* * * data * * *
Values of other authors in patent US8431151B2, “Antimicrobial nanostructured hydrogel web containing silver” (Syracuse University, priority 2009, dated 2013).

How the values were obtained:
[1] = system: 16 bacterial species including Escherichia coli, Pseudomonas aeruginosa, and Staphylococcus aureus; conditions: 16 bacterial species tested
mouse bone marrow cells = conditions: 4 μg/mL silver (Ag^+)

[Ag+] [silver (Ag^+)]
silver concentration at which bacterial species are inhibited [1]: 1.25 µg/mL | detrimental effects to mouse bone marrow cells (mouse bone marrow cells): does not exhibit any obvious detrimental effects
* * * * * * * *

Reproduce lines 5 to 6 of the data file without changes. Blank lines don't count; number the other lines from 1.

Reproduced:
[Ag+] [silver (Ag^+)]
silver concentration at which bacterial species are inhibited [1]: 1.25 µg/mL | detrimental effects to mouse bone marrow cells (mouse bone marrow cells): does not exhibit any obvious detrimental effects